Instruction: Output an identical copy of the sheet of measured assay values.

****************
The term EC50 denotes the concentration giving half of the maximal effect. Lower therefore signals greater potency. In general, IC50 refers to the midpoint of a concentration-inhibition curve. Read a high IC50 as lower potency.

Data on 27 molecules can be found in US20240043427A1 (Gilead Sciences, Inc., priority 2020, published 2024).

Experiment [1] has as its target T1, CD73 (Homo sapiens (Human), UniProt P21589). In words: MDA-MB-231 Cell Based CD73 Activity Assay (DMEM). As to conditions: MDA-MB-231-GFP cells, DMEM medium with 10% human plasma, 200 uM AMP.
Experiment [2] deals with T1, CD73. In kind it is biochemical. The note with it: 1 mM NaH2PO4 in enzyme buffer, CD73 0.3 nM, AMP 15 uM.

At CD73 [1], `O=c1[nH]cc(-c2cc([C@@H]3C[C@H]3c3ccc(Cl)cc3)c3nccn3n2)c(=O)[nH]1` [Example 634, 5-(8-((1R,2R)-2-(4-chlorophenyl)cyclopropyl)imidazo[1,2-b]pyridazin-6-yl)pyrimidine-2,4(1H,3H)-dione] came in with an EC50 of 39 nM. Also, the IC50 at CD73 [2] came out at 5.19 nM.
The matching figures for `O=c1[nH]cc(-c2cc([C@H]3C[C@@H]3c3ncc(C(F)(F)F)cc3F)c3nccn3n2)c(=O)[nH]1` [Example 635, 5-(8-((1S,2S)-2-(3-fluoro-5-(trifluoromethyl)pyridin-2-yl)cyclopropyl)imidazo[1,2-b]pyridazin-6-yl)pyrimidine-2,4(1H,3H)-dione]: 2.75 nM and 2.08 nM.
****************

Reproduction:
The term EC50 denotes the concentration giving half of the maximal effect. Lower therefore signals greater potency. In general, IC50 refers to the midpoint of a concentration-inhibition curve. Read a high IC50 as lower potency.

Data on 27 molecules can be found in US20240043427A1 (Gilead Sciences, Inc., priority 2020, published 2024).

Experiment [1] has as its target T1, CD73 (Homo sapiens (Human), UniProt P21589). In words: MDA-MB-231 Cell Based CD73 Activity Assay (DMEM). As to conditions: MDA-MB-231-GFP cells, DMEM medium with 10% human plasma, 200 uM AMP.
Experiment [2] deals with T1, CD73. In kind it is biochemical. The note with it: 1 mM NaH2PO4 in enzyme buffer, CD73 0.3 nM, AMP 15 uM.

At CD73 [1], `O=c1[nH]cc(-c2cc([C@@H]3C[C@H]3c3ccc(Cl)cc3)c3nccn3n2)c(=O)[nH]1` [Example 634, 5-(8-((1R,2R)-2-(4-chlorophenyl)cyclopropyl)imidazo[1,2-b]pyridazin-6-yl)pyrimidine-2,4(1H,3H)-dione] came in with an EC50 of 39 nM. Also, the IC50 at CD73 [2] came out at 5.19 nM.
The matching figures for `O=c1[nH]cc(-c2cc([C@H]3C[C@@H]3c3ncc(C(F)(F)F)cc3F)c3nccn3n2)c(=O)[nH]1` [Example 635, 5-(8-((1S,2S)-2-(3-fluoro-5-(trifluoromethyl)pyridin-2-yl)cyclopropyl)imidazo[1,2-b]pyridazin-6-yl)pyrimidine-2,4(1H,3H)-dione]: 2.75 nM and 2.08 nM.